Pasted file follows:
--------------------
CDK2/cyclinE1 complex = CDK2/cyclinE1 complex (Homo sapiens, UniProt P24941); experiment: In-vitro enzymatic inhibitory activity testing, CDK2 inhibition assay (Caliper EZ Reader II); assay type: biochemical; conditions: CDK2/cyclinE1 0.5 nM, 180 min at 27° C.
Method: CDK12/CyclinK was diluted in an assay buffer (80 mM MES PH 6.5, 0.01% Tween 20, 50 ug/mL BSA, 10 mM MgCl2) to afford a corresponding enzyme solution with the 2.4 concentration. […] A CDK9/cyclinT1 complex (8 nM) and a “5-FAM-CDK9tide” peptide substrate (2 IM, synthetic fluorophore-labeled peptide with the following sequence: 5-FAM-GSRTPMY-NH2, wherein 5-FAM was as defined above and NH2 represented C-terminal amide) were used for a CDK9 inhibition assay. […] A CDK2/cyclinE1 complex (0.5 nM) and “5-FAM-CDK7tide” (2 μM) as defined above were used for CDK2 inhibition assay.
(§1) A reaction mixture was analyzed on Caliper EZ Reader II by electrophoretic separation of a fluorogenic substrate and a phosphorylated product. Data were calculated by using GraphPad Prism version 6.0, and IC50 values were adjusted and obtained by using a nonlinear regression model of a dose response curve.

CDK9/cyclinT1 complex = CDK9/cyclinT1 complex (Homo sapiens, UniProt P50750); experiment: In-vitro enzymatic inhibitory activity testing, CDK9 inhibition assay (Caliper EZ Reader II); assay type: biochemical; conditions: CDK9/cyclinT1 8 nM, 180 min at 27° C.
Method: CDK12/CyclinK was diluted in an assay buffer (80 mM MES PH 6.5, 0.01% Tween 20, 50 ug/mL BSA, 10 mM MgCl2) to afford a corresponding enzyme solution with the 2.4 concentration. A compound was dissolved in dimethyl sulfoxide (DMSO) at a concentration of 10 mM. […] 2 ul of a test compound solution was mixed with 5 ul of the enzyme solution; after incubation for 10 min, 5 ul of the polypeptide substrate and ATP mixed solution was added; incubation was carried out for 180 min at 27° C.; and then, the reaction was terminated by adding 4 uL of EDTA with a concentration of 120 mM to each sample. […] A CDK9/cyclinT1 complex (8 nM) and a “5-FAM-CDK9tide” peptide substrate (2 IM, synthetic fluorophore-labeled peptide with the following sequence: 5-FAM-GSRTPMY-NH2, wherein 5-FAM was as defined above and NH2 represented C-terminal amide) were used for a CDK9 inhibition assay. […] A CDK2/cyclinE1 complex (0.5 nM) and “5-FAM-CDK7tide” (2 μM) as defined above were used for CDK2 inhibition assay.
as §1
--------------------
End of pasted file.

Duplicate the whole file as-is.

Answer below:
CDK2/cyclinE1 complex = CDK2/cyclinE1 complex (Homo sapiens, UniProt P24941); experiment: In-vitro enzymatic inhibitory activity testing, CDK2 inhibition assay (Caliper EZ Reader II); assay type: biochemical; conditions: CDK2/cyclinE1 0.5 nM, 180 min at 27° C.
Method: CDK12/CyclinK was diluted in an assay buffer (80 mM MES PH 6.5, 0.01% Tween 20, 50 ug/mL BSA, 10 mM MgCl2) to afford a corresponding enzyme solution with the 2.4 concentration. […] A CDK9/cyclinT1 complex (8 nM) and a “5-FAM-CDK9tide” peptide substrate (2 IM, synthetic fluorophore-labeled peptide with the following sequence: 5-FAM-GSRTPMY-NH2, wherein 5-FAM was as defined above and NH2 represented C-terminal amide) were used for a CDK9 inhibition assay. […] A CDK2/cyclinE1 complex (0.5 nM) and “5-FAM-CDK7tide” (2 μM) as defined above were used for CDK2 inhibition assay.
(§1) A reaction mixture was analyzed on Caliper EZ Reader II by electrophoretic separation of a fluorogenic substrate and a phosphorylated product. Data were calculated by using GraphPad Prism version 6.0, and IC50 values were adjusted and obtained by using a nonlinear regression model of a dose response curve.

CDK9/cyclinT1 complex = CDK9/cyclinT1 complex (Homo sapiens, UniProt P50750); experiment: In-vitro enzymatic inhibitory activity testing, CDK9 inhibition assay (Caliper EZ Reader II); assay type: biochemical; conditions: CDK9/cyclinT1 8 nM, 180 min at 27° C.
Method: CDK12/CyclinK was diluted in an assay buffer (80 mM MES PH 6.5, 0.01% Tween 20, 50 ug/mL BSA, 10 mM MgCl2) to afford a corresponding enzyme solution with the 2.4 concentration. A compound was dissolved in dimethyl sulfoxide (DMSO) at a concentration of 10 mM. […] 2 ul of a test compound solution was mixed with 5 ul of the enzyme solution; after incubation for 10 min, 5 ul of the polypeptide substrate and ATP mixed solution was added; incubation was carried out for 180 min at 27° C.; and then, the reaction was terminated by adding 4 uL of EDTA with a concentration of 120 mM to each sample. […] A CDK9/cyclinT1 complex (8 nM) and a “5-FAM-CDK9tide” peptide substrate (2 IM, synthetic fluorophore-labeled peptide with the following sequence: 5-FAM-GSRTPMY-NH2, wherein 5-FAM was as defined above and NH2 represented C-terminal amide) were used for a CDK9 inhibition assay. […] A CDK2/cyclinE1 complex (0.5 nM) and “5-FAM-CDK7tide” (2 μM) as defined above were used for CDK2 inhibition assay.
as §1